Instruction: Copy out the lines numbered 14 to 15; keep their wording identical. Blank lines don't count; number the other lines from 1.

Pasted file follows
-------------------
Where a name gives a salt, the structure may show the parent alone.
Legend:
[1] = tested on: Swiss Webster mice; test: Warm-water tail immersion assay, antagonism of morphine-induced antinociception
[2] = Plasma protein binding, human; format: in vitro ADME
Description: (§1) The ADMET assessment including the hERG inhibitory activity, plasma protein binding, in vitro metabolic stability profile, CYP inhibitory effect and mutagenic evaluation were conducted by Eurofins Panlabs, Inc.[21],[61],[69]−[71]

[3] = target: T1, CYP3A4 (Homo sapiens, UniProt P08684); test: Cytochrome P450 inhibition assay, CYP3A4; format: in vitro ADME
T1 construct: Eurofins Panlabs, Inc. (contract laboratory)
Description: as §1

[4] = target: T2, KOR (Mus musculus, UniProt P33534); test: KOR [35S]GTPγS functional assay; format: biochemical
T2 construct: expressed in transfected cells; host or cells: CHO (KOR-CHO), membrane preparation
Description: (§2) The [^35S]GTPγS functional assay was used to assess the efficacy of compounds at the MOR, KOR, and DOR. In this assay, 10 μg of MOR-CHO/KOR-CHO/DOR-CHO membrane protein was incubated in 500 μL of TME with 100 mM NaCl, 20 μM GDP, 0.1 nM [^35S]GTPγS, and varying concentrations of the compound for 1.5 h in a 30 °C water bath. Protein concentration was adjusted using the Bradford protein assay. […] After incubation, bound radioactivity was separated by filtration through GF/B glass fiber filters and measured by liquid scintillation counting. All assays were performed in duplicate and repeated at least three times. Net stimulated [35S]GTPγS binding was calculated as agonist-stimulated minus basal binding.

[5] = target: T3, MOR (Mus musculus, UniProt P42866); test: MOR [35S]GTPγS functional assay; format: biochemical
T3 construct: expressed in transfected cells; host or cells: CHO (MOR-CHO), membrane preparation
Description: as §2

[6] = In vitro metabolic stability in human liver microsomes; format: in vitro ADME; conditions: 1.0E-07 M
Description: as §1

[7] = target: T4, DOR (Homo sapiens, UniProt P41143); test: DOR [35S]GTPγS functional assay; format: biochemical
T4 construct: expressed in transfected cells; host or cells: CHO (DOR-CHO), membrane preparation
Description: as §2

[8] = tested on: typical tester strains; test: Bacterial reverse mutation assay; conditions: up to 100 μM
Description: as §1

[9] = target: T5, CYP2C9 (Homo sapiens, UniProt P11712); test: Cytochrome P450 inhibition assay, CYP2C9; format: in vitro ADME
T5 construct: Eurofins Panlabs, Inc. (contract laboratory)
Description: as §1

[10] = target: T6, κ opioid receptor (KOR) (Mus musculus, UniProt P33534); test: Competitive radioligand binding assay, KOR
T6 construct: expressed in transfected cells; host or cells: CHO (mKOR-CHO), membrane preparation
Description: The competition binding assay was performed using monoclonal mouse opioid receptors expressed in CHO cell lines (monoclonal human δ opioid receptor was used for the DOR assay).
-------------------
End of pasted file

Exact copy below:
Description: as §2

[6] = In vitro metabolic stability in human liver microsomes; format: in vitro ADME; conditions: 1.0E-07 M